The F1 was a showcase for cost-is-no-object engineering. The titanium exhaust system cost more than a Mercedes sedan. The carbon-fibre chassis tub took more than 3,000 hours of expensive, highly-skilled labour to construct. The engine compartment was lined with 24-karat gold leaf, which optimized heat reflection, and the tires were custom moulded by Michelin. Even though the F1 sold for nearly $1-million, the car was never profitable for McLaren, due to the extraordinary costs of its design and manufacture.
Only 106 F1s were built, and 100 of them are still in existence, occasionally changing hands among wealthy car buffs like actor Rowan Atkinson (best known as Mr. Bean) and designer Ralph Lauren, who reportedly paid more than $4-million for one five years ago. Although a couple of cars (including the Bugatti Veyron) have now surpassed the F1 for outright speed, many still consider the F1 the greatest all-round sports car ever built. Although a Veyron can outrun it in a straight line, for example, the F1 is far lighter, and can lap a race course (or a twisting road) far more quickly. (A team of McLaren F1s dominated the 24 Hours of Lemans race in 1995 on the car's debut outing.)
The F1 is like the supersonic Concorde airliner, a lasting monument both to an era and the company that built it. "We will never see anything like it again," one British car journalist recently declared. I think he's right. But I think the new MP4-12C may be a case where less is more.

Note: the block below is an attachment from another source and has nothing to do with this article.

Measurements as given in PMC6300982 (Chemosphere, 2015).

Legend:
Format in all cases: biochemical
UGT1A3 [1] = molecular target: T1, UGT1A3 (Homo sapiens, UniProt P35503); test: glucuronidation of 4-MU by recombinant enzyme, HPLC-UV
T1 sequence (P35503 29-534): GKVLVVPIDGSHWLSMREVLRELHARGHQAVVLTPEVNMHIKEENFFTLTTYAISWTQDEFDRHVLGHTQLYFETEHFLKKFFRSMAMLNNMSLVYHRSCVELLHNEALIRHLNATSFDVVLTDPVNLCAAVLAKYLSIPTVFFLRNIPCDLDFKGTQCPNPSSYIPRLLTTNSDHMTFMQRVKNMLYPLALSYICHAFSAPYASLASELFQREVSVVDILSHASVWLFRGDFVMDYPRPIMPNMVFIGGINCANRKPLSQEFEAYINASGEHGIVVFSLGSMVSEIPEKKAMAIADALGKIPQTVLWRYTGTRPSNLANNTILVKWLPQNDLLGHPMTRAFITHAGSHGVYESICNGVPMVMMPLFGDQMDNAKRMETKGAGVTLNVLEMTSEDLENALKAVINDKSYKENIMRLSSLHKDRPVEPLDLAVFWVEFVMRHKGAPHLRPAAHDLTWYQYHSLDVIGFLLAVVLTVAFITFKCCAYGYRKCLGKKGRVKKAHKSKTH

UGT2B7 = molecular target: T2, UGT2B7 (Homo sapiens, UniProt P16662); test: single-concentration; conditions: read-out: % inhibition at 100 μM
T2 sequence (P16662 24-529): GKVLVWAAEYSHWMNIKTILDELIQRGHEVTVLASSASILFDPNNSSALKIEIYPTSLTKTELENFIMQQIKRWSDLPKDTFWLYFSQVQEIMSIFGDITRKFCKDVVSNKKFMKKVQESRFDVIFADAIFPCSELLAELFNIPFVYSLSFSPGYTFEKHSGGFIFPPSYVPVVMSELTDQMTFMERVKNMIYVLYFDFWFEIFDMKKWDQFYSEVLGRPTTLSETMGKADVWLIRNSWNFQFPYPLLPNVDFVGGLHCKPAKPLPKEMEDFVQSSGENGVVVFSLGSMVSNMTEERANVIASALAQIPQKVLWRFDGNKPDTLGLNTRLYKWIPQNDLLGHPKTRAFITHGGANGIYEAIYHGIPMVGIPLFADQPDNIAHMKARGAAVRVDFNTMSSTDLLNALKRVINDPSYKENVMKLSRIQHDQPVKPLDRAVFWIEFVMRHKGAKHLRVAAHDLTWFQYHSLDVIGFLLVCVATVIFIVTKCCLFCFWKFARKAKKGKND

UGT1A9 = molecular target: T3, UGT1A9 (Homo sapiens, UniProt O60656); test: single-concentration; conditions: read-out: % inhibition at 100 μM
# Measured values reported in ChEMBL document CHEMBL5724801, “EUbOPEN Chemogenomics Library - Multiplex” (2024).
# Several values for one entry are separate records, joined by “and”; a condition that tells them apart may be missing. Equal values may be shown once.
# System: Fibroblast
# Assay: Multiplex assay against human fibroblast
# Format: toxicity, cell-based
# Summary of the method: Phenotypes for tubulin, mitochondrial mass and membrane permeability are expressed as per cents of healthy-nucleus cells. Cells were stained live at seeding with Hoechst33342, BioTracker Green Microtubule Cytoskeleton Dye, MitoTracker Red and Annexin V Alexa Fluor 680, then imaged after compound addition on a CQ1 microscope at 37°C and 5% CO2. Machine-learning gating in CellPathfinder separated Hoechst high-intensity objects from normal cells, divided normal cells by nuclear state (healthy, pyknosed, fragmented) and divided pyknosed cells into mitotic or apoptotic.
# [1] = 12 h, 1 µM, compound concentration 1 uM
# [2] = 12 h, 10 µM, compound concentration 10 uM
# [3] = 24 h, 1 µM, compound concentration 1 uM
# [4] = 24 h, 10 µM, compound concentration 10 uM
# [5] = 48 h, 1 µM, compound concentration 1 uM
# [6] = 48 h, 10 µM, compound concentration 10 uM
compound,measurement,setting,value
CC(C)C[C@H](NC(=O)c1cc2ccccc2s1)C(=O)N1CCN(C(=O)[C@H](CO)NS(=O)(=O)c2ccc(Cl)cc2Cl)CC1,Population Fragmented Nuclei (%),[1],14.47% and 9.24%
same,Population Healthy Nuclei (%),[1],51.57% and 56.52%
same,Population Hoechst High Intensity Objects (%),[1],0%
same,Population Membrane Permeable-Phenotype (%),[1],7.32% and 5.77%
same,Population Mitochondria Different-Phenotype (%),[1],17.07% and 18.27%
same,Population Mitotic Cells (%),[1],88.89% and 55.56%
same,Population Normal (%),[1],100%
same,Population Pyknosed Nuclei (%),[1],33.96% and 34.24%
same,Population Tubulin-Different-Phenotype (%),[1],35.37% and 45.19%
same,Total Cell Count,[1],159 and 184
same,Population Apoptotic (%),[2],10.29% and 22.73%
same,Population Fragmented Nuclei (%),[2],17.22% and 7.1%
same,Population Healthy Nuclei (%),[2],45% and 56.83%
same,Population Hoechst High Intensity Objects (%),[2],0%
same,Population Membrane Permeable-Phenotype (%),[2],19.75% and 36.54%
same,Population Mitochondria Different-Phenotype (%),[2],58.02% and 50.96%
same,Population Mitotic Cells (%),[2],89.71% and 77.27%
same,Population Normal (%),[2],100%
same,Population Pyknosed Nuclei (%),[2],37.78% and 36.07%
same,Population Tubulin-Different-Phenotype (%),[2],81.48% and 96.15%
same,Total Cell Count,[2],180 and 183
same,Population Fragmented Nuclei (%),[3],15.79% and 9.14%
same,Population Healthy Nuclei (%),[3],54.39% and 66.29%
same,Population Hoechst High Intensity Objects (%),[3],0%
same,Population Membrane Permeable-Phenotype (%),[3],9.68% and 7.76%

Although I admire the brilliance of the F1's design, for example, I'd rather have the MP4-12C's conventional seating. And a lower price doesn't have to mean a cheaper car - instead, it can reflect smart decisions and much-needed economies of scale. When you build several thousand cars instead of 100, the cost goes down.
The MP4-12C is designed to retain the F1's exotic appeal, but in a more accessible package. The engine will have less power (592 hp compared to the F1's 672) but that's still a staggering figure. Porsche's brutally fast 911 Turbo, for example, has 500. And the relentless march of technology has given the new McLaren some advantages over its costly forebear - carbon ceramic brakes weren't ready when the F1 came out, but you can get them on the MP4-12C.
Joseph is confident that the new car's refinement and performance will sell it to North American driving enthusiasts. "This is a car you can take on a racetrack or drive to the supermarket," he says. "It's designed to be accessible to a wider group of customers. We wanted it to be very high-performance, yet driver-friendly."
He may be right. In the exotic car market, pedigree counts. Names like Porsche and Ferrari show the power of automotive mystique. Porsche conjures up James Dean, German precision and high-speed laps on the Nurburgring. Ferrari evokes a run through the Maranello hills on a sunny day, and elite Italian craftsmen polishing and balancing jewel-like parts before assembly.
To a car nut, the McLaren name is equally powerful, but with different flavours. To me, it says Formula One, and it speaks of England, birthplace of the industrial revolution, and still home to genius - an old wooden door swings open to reveal something shining and new.